The above has been true of North Korea for more than 50 years. For there to be regime change in North Korea, there will need to be some major catalyst propelling that.

Russia. It’s impossible to say with great accuracy how many in Russia would like to see regime change, because Russia does not allow legitimate polling, and even if it did, the results would not be accurate because many would be afraid to speak the truth.

Based on what I’ve read and conversations with Russian friends (not in Russia) I think many in Russia liked Putin before he began the war in Ukraine (without exception, my friends have hated Putin since the day he took office), but I also think they are becoming increasingly unhappy with Russia losing its war, seeing friends and relatives die in the war, and experiencing an economy getting pulverized because of the war. Up until this weekend, Putin had managed to maintain a tight grip on power, due to a mix of nationalism, control over media, and a willingness to suppress dissent.

China. For the same reasons as with Russia, there are no real opinion numbers regarding China. Before Xi became China’s ruler, there were plenty of Chinese who did not want him to take office — so many that for a long time it was not clear that he would become ruler. Now that Xi is ruler for life, it is not clear how many of those who previously opposed him have changed their views (I doubt many have), nor how many of those who did like him no longer do (probably some), or how many of those who did not like him are still in China and not effectively sidelined. It is impossible to know how many in China would fight for regime change, but I doubt that number is sufficient to effect regime change.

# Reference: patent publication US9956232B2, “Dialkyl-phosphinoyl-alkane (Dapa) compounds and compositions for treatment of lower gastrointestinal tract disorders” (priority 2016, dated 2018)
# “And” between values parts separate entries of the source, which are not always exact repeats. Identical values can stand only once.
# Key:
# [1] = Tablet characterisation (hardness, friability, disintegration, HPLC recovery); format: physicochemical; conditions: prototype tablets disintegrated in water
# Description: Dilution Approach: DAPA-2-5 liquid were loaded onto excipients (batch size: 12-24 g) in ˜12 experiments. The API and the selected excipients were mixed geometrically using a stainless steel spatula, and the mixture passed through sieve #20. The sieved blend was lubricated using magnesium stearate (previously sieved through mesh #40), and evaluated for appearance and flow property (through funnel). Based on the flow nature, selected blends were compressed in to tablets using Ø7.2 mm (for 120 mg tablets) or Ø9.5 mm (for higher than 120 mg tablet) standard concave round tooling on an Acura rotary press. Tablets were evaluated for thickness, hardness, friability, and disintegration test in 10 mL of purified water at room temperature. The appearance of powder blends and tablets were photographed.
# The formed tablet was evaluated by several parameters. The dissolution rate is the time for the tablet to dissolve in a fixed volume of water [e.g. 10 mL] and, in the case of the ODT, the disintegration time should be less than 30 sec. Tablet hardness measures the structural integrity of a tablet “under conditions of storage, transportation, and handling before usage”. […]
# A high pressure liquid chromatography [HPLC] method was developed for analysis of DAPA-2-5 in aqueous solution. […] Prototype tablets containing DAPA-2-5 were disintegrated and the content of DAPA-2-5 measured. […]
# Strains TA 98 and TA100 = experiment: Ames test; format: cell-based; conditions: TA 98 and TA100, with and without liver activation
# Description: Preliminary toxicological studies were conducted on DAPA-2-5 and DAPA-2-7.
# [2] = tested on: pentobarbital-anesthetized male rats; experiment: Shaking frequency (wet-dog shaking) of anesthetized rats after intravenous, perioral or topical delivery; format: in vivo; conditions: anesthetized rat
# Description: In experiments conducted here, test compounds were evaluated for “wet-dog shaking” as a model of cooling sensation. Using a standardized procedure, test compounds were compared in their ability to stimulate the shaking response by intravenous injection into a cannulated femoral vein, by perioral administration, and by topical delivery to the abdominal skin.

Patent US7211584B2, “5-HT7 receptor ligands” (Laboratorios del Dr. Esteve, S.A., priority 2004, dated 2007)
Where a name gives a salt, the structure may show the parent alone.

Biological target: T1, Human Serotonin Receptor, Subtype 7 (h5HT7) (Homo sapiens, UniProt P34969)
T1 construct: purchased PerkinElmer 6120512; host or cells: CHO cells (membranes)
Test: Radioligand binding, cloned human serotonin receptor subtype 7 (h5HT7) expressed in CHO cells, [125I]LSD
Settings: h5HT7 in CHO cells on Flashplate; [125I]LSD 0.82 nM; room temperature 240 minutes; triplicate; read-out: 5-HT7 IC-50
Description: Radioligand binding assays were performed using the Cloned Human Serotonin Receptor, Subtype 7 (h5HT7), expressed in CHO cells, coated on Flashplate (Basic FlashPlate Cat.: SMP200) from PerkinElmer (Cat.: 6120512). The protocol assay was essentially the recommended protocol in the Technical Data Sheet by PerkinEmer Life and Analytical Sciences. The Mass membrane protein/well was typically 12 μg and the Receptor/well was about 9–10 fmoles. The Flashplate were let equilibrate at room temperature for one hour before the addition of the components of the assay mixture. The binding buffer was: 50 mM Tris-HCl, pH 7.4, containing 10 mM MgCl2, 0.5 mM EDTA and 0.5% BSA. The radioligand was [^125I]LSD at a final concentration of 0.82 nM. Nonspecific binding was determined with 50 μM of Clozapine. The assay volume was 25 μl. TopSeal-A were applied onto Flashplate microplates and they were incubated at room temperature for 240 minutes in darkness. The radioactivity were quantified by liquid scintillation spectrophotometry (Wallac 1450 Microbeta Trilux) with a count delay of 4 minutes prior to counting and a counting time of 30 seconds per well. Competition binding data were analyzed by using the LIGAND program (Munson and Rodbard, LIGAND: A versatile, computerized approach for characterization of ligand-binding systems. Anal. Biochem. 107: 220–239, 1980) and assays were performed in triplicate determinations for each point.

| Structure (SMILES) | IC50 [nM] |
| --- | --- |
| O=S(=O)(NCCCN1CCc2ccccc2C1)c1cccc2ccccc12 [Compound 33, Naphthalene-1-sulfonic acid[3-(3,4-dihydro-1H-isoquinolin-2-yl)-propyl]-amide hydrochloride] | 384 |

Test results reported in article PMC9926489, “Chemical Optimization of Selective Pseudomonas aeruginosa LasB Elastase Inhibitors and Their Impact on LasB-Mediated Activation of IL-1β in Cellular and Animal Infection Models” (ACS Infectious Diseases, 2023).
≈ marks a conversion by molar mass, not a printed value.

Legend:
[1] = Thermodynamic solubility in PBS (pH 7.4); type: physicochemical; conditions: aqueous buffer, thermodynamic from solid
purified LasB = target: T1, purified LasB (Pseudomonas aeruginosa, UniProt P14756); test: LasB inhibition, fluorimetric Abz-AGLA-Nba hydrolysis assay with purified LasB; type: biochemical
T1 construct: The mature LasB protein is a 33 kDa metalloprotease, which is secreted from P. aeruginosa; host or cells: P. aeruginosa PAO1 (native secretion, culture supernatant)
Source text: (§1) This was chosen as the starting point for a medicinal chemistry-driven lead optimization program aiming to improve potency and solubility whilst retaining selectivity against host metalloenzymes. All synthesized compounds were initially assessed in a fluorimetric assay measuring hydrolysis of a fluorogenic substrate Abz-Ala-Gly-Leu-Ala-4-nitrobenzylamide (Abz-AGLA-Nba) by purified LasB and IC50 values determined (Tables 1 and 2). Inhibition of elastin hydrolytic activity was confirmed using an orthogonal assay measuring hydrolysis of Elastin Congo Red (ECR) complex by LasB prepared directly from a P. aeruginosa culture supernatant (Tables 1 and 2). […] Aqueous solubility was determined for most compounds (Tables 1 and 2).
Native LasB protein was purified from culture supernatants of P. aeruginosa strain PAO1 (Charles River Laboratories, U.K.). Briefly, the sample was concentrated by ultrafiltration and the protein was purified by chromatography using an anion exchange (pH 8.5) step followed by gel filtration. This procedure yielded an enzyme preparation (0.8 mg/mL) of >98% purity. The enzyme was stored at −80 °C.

2. A regime too weak to prevent regime change or simply unwilling to imprison or kill enough people to stop it.

The Arab Spring led to the overthrow of the Mubarak regime because Mubarak and/or the Egyptian army (I’m pretty sure it was both) were unwilling to kill enough people to sustain the Mubarak regime. Assad still rules Syria because he and his military were (and still are) willing to kill as many as it takes to stay in power.